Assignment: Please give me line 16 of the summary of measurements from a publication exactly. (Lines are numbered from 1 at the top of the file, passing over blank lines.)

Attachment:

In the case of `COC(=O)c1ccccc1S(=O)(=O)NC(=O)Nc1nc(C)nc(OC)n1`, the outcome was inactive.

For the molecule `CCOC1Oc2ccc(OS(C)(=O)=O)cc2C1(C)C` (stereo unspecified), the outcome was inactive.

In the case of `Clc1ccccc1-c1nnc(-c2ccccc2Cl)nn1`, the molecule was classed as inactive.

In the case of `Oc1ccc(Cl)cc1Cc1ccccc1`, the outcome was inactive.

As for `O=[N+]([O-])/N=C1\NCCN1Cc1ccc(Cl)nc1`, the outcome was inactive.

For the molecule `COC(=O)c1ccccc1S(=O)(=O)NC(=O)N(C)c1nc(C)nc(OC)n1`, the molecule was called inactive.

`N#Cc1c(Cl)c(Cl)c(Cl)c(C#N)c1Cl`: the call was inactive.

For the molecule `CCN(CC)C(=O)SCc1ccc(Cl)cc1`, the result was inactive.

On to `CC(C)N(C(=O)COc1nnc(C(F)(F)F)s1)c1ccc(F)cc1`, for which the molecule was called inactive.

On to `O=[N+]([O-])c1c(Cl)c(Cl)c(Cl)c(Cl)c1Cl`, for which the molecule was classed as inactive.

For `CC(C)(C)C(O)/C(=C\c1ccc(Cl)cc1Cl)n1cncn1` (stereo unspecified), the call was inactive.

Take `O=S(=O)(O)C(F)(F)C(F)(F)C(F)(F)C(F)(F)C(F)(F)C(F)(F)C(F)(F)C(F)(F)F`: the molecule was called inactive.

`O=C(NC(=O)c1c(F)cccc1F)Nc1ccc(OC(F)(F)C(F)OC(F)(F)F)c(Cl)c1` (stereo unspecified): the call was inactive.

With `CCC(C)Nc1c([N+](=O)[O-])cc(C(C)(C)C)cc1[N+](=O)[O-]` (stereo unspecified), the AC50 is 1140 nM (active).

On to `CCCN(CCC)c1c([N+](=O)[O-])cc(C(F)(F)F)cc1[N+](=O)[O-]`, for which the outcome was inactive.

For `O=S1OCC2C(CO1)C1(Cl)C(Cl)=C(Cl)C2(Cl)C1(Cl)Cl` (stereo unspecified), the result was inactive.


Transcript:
For `O=S1OCC2C(CO1)C1(Cl)C(Cl)=C(Cl)C2(Cl)C1(Cl)Cl` (stereo unspecified), the result was inactive.